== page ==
Citizenship Applications – Common Causes of Complications: Criminal Matters
Below is the first in a series of information posts from our Immigration Team about some of the most common factors that could cause complications with the processing of Citizenship Applications.
Number One: Criminal Charges or Recent Convictions
There are two ways that being charged or convicted of a criminal offence could have an impact on your eligibility to apply for citizenship and/or the processing of your ongoing citizenship application.
a) Impact on Presence Requirements
In order to be eligible for Canadian citizenship, the person applying must have been physically present in Canada for 1,095 days (3 years) within the five-year period before signing the application form. But, section 21 of the Citizenship Act states that no period of time during which a person has been under a probation order, been serving a sentence of imprisonment, or been on parole can be counted towards physical presence.
This means, if in the five (5) years before applying for Citizenship, you were on probation, imprisoned or in detention, or on parole, those days cannot be counted as part of the presence calculation. If you subtract that time from the amount of days/years you have been physically present in Canada, and the total is less than 1,095 days, you are not eligible for Citizenship and you should wait to apply or your application will likely be refused.
b) Bars to being allowed to take the Oath of Citizenship or being Granted Citizenship
Section 22 of the Citizenship Act outlines situations where a person is prohibited from being allowed to take the Oath of Citizenship and from being Granted Citizenship (having a successful application). The following prohibitions are those most significantly related to criminal charges and/or convictions:
- While the person is under a probation order, serving a sentence of imprisonment, or on parole,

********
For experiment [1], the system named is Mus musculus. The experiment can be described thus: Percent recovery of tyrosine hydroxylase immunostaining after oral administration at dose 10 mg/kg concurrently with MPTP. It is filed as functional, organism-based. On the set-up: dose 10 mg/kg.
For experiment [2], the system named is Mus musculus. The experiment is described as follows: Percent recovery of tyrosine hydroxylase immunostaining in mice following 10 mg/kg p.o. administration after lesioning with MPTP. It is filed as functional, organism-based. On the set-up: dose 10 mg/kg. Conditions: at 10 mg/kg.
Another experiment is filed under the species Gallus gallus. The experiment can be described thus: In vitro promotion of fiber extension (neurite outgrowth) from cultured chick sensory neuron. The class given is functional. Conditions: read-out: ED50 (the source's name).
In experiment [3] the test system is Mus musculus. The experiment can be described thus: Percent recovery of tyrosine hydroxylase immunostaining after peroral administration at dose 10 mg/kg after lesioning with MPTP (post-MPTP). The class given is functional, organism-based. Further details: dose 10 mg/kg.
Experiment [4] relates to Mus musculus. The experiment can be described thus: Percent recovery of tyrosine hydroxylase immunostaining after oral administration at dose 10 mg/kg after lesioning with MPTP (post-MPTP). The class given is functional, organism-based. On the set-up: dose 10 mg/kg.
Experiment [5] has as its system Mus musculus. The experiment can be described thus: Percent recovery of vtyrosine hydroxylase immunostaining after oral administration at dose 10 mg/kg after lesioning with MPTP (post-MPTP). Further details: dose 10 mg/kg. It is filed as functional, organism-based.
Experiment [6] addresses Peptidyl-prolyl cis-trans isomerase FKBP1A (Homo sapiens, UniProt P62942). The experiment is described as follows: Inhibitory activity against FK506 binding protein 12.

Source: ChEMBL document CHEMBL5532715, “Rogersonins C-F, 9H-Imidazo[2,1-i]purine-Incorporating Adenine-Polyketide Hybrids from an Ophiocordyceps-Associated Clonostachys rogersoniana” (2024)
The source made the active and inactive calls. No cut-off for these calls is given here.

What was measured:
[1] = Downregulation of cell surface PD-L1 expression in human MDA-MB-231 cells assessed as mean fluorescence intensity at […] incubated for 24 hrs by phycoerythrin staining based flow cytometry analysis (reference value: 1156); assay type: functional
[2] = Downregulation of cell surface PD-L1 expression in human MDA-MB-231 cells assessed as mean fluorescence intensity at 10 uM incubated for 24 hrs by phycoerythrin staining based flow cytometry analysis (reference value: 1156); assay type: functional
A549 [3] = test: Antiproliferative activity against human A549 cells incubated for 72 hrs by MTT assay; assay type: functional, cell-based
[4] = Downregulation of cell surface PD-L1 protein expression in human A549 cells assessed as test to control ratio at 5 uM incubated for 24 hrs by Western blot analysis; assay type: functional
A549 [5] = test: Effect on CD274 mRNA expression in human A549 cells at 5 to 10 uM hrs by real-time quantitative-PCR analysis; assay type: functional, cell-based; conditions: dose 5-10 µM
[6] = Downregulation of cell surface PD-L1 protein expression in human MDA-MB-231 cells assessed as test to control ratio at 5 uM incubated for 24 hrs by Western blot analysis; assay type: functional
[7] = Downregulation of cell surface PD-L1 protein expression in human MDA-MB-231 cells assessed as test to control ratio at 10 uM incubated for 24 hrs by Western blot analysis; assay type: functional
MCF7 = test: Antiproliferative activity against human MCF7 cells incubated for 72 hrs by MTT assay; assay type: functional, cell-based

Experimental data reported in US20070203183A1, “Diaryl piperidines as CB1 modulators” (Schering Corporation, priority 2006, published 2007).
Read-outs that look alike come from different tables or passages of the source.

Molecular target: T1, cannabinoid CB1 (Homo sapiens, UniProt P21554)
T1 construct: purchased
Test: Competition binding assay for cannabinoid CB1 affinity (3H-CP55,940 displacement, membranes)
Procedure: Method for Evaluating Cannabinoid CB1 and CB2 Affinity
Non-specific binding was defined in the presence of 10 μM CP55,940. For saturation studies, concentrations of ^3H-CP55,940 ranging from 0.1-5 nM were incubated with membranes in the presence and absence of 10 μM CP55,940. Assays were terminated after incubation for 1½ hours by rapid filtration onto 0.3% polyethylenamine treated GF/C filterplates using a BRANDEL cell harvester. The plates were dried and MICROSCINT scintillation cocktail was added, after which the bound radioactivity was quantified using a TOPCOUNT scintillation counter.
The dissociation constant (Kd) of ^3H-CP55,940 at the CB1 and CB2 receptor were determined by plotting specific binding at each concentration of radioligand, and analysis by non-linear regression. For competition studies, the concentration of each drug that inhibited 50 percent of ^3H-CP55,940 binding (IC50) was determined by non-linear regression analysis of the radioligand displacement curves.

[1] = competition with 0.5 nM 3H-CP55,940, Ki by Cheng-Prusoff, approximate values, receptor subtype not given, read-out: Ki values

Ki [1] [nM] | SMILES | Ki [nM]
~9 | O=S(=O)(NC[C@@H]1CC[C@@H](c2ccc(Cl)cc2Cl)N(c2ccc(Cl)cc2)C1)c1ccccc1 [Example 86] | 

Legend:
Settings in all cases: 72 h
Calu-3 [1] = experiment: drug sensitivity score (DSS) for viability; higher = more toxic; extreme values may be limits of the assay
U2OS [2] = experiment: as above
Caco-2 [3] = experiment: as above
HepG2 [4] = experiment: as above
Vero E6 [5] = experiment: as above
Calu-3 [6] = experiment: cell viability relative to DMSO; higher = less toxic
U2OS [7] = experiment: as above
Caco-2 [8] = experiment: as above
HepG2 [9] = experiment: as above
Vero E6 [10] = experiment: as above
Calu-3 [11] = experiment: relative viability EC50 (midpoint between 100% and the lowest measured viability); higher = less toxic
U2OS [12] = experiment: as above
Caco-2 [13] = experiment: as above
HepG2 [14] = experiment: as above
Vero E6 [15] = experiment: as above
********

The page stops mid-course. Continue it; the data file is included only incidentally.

- While the person is charged with an indictable offence, or
- If the person has been convicted of an indictable offence, in the four (4) year period before submitting the application or during the period of time where the application is in process.
An ‘indictable’ offence is a Criminal Law term that relates to what offence (as defined by legislation – such as the Canadian Criminal Code) the person has been charged/convicted of, and what way the Crown prosecutor elected to proceed during the criminal proceeding. The best way to find out if any criminal charges or convictions you may have would count as ‘indictable’, and affect your citizenship application, is to contact a lawyer for personalized assessment and advice.
If any of the above situations apply to your circumstances, your citizenship application may be paused (temporarily suspended) or refused. If you have recently been convicted of a criminal offence, you should consult with an Immigration lawyer before you apply for citizenship to assess your eligibility. Likewise, if you are charged with or convicted of an offence while your application is in process, you should contact a lawyer to get advice on the affect on your application, and if there is anything that could be done to prevent a negative result.
For more information, the Immigration, Refugees and Citizenship Canada (IRCC) website has a helpful webpage about situations that may prevent you from becoming a Canadian Citizen:
Situations that may prevent you from becoming a Canadian citizen
You can also contact our Intake Line at 416-441-1764 ext. 1 for free legal advice specific to your personal circumstances.
This is legal information and not legal advice. If you need further information or need legal advice, please call our Intake Line at 416-441-1764 ext. 1 or complete our online Intake Form.